|Blue Remembered Earth is the first volume in a
new series from Alastair Reynolds charting humanity's journey to the stars. The saga opens
in 22nd century Kenya, where the Akinya family, the extremely wealthy owners of the Akinya
Space company, are scattering the ashes of their pioneering matriarch Eunice. Eunice was
among the earliest human settlers on Mars and the first person to travel to (and mine
resources from) the trans-Neptunian asteroids, but spent the last three decades of her
life living in isolation in a small habitat in Lunar orbit. When they learn that she left
something in a safe deposit box on the Moon, her heirs worry that some terrible revelation
is at hand and send her grandson Geoffrey to retrieve the box's contents. Geoffrey only
wants to pursue his research into elephant cognition; his sister Sunday is living as an
artist on the far side of the Moon; both have turned their backs on the family fortune and
responsibilities. But the safe deposit box leads them into a treasure hunt across the
Solar System to discover Eunice's legacy to all humanity.
I enjoyed this book, it's got
a lot of variety and a lot of drama to it. The characters weren't always believable and I
found it hard to care about them at times, but the ideas were engaging. For example, crime
has in theory been eradicated in the 22nd century because the personal hardware that
everybody carries inside their heads allows the Mechanism to detect violent impulses and
administer a painful deterrent shock. However, the Mechanism is only as effective as the
degree of surveillance coverage available to it, so Geoffrey is still in danger of being
killed when he's out in the wilderness with his elephants; and those who disagree with the
whole idea of the Mechanism have moved to the far side of the Moon and created the
Descrutinised Zone, where it's your right (and a point of honour) to be mugged the minute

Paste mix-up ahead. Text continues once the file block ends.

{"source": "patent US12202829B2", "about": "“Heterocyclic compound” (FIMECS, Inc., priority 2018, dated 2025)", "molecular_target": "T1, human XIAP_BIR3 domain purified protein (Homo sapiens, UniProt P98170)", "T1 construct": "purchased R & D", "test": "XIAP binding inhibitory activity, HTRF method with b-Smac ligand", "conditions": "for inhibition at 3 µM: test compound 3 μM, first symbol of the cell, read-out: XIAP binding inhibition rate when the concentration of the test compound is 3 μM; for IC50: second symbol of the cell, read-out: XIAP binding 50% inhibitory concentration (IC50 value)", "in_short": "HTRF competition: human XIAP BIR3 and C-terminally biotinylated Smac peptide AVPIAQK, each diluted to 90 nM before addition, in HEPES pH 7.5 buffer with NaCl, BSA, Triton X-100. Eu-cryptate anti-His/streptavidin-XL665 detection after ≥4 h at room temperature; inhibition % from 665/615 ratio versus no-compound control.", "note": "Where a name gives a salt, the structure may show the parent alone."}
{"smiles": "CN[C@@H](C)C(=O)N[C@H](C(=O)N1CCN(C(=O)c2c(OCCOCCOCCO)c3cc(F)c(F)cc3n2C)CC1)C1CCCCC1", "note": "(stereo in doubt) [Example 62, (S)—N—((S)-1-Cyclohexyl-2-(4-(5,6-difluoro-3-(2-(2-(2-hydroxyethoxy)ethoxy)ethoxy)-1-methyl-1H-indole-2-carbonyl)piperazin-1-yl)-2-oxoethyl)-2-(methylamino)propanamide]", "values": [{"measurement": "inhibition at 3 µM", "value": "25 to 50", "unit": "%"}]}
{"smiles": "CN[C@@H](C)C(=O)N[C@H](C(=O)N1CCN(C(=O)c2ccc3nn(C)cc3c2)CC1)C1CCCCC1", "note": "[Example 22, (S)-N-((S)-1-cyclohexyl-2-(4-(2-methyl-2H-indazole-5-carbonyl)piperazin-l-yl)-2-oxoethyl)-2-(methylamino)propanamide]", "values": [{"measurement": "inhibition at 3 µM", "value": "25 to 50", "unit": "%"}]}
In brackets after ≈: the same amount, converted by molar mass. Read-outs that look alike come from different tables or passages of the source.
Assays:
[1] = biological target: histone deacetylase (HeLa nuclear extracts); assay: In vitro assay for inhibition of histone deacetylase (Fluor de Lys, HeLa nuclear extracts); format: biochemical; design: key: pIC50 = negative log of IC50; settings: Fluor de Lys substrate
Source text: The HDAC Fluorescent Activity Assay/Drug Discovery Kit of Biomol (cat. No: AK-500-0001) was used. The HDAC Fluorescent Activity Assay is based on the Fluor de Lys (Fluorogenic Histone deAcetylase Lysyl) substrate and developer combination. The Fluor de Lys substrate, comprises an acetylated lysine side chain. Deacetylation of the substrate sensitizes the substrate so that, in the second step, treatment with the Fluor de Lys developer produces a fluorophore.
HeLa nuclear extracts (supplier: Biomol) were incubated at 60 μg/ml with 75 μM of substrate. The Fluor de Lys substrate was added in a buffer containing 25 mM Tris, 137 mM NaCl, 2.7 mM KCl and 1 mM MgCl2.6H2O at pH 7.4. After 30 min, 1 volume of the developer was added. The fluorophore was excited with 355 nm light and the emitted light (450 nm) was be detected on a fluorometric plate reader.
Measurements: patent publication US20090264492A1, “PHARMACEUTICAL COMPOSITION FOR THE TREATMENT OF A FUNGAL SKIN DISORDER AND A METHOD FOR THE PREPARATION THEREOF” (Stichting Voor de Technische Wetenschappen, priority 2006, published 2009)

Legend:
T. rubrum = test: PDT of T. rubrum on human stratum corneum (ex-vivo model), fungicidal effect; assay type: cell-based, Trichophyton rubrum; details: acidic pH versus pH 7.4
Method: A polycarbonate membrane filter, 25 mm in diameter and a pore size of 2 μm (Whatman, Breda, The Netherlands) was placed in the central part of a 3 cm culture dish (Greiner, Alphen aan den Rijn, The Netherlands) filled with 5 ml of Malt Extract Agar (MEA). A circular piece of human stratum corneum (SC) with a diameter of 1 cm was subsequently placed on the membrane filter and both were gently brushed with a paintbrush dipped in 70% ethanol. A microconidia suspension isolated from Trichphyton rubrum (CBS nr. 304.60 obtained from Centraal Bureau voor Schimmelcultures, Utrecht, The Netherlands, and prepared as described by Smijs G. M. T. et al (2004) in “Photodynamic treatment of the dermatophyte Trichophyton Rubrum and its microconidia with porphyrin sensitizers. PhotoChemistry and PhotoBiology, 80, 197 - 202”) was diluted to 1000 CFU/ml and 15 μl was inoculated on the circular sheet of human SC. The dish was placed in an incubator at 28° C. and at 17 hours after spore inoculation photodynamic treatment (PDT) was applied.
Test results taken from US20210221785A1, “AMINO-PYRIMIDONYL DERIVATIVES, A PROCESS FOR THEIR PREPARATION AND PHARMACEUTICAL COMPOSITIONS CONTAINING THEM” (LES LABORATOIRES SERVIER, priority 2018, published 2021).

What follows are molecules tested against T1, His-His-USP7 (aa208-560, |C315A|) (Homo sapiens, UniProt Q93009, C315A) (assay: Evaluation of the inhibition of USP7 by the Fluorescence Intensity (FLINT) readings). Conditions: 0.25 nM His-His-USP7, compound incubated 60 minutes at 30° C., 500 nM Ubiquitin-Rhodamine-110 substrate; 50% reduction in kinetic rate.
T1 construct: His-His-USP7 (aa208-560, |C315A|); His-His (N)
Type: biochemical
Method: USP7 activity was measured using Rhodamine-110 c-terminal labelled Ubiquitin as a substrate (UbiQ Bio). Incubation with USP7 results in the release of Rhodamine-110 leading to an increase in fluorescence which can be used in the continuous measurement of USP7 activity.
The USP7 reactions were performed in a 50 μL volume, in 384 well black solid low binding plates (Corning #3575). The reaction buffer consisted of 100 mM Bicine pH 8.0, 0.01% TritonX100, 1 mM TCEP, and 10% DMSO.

you step off the shuttle. The ethical and political issues around this are only lightly
explored I would have been happy to read a book that went further with this idea.
Come to that, I would have been happy to read more about the elephant cognition research,
which was really just a side item here.
But these and other intriguing concepts have to make room for the interplanetary
runabout of the main plot. I can't shake the feeling that this was really just a lot of
sound and fury to get the pieces into place for the next in the series, but it was highly
entertaining nonetheless. My only real gripe about it is that the action plot and the big
ideas kicking around the novel didn't particularly mesh; on the other hand, one might
argue that the ideas form a densely built world for the plot to happen in, rather than
merely serving it, and presumably later books will see the pay-off to some of these ideas.
In any case, there's enough of a combination of intrigue and moments of spectacle to
maintain the reader's interest, it's just not very evenly textured.
Blue Remembered Earth is pretty good, but I suspect (well, I hope) that
greater things will follow in the books that it sets up.